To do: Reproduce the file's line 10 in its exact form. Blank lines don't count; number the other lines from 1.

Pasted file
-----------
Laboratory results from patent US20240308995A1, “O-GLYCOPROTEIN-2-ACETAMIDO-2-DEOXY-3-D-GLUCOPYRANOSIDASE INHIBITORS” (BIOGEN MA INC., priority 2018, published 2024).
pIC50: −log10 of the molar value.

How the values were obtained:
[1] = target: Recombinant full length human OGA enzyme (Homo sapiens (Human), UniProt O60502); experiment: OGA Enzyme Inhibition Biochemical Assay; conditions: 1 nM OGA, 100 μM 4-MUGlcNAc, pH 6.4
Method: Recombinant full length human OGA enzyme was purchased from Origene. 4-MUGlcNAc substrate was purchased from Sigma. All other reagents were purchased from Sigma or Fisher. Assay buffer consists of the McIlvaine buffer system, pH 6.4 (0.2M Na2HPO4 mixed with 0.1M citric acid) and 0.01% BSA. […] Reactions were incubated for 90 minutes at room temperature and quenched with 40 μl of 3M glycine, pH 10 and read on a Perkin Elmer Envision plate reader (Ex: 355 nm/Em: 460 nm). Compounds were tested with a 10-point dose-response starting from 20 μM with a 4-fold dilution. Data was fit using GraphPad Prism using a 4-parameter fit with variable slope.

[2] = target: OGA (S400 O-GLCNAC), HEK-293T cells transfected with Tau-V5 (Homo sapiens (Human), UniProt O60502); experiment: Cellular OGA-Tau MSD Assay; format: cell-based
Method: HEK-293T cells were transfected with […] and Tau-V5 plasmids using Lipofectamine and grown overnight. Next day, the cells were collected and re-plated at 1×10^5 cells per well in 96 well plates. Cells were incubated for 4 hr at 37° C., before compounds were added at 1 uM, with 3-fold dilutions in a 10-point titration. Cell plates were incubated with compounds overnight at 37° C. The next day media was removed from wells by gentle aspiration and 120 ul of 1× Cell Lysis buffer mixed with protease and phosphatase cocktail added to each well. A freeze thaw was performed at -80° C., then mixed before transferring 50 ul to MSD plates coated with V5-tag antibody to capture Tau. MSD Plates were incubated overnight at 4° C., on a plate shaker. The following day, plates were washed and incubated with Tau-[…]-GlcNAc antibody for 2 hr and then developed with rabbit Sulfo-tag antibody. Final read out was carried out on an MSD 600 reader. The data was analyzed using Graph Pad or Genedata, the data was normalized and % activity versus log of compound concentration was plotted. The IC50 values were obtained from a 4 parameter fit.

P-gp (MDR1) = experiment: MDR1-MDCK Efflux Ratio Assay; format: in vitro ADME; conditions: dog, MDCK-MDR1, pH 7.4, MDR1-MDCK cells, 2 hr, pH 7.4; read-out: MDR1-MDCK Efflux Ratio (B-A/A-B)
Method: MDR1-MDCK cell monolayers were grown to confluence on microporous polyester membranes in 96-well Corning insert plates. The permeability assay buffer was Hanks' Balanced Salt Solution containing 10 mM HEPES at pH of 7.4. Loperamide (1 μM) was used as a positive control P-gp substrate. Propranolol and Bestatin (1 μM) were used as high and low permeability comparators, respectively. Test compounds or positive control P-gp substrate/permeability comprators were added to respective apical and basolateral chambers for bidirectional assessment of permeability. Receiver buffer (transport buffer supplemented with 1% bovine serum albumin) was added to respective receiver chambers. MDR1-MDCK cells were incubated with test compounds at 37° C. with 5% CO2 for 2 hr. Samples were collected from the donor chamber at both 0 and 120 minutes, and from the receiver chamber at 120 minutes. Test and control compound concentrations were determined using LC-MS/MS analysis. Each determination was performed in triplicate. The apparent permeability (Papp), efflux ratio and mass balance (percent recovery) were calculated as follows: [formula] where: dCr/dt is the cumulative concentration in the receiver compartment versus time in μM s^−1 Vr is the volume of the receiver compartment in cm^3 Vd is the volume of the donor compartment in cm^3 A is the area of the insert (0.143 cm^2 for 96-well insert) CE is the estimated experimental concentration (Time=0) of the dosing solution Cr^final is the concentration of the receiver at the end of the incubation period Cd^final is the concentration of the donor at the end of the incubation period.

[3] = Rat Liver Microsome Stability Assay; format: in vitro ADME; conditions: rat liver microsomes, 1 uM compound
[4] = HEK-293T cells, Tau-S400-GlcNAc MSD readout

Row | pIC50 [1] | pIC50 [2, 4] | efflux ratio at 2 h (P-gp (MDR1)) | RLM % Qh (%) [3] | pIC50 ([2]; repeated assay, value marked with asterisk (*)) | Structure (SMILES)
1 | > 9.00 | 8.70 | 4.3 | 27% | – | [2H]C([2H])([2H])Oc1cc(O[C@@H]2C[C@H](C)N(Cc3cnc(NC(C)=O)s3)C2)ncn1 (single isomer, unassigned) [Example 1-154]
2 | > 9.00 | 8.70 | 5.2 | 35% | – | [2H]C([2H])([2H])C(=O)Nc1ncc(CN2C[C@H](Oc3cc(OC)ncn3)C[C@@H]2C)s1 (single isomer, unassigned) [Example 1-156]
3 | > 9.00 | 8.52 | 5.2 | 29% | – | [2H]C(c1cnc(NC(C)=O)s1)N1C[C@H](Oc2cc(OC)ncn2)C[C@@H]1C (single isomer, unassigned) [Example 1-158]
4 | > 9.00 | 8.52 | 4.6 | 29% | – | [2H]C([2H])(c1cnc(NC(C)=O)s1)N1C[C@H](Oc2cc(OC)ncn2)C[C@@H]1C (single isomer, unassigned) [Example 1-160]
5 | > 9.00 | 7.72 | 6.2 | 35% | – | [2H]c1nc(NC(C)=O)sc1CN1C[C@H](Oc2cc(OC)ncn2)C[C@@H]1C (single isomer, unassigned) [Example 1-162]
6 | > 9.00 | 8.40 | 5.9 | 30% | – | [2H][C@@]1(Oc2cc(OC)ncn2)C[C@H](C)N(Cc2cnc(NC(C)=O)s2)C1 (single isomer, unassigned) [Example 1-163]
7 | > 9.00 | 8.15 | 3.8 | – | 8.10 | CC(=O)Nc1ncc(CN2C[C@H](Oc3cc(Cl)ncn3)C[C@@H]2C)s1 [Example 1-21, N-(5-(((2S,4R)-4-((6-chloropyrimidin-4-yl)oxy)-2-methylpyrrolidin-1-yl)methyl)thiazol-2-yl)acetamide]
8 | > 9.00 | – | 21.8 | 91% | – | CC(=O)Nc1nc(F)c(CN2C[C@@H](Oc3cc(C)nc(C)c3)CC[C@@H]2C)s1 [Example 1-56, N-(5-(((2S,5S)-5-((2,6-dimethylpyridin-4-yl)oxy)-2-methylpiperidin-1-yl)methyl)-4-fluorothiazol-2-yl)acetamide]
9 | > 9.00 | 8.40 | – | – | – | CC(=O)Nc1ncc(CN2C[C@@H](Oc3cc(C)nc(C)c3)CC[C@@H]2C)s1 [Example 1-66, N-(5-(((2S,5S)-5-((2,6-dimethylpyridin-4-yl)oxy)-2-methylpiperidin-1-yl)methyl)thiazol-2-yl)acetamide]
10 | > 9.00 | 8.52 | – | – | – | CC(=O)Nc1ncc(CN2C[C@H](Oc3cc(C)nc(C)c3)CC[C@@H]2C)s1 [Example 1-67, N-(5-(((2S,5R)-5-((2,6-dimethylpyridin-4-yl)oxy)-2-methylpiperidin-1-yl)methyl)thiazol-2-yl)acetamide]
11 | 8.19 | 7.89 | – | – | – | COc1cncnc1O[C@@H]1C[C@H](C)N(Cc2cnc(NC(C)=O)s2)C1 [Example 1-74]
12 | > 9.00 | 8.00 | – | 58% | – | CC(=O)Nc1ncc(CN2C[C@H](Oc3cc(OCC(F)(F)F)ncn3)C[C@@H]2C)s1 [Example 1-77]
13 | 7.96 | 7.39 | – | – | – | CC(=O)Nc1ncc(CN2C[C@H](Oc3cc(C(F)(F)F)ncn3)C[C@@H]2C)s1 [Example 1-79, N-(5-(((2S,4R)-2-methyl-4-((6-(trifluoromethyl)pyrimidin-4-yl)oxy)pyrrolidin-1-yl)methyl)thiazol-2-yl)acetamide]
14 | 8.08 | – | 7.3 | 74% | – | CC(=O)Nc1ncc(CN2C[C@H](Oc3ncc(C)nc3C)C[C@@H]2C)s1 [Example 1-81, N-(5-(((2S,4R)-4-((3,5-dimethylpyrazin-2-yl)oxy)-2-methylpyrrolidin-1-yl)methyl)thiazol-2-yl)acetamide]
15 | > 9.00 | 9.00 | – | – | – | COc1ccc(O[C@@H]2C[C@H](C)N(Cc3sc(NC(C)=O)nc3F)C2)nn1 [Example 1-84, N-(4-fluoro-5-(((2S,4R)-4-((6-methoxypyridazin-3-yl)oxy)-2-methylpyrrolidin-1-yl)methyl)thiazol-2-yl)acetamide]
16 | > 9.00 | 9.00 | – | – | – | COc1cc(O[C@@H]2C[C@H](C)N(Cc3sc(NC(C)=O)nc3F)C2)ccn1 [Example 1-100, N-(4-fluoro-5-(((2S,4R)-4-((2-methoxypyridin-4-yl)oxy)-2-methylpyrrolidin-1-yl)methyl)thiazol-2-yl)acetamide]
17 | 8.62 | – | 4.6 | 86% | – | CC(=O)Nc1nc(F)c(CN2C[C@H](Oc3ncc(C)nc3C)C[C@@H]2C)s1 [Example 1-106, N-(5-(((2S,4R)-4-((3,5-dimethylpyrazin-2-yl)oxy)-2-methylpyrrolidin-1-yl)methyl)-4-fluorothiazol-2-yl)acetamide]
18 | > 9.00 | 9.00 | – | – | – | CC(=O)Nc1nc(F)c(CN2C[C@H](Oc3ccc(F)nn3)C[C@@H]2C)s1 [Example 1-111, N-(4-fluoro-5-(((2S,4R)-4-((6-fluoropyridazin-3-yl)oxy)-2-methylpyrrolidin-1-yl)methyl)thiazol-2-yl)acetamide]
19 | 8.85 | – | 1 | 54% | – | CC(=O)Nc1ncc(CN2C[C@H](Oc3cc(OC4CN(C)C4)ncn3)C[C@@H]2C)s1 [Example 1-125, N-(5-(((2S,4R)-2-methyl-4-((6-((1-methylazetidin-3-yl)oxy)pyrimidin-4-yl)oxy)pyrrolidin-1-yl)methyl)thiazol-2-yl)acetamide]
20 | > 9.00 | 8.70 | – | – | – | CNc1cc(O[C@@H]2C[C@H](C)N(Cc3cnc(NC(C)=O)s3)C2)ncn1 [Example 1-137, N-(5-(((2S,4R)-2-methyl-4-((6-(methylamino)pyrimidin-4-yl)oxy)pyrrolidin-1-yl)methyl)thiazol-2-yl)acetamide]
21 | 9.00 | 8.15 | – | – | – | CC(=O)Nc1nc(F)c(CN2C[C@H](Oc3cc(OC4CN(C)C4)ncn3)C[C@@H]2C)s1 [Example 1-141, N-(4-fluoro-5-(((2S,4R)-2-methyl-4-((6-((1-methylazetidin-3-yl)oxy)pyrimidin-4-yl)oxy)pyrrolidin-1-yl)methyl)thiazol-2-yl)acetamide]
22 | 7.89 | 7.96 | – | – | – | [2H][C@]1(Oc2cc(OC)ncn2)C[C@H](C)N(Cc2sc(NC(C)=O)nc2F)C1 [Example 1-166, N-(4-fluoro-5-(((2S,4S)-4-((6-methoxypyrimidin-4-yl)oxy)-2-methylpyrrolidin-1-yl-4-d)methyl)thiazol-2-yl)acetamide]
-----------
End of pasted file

[3] = Rat Liver Microsome Stability Assay; format: in vitro ADME; conditions: rat liver microsomes, 1 uM compound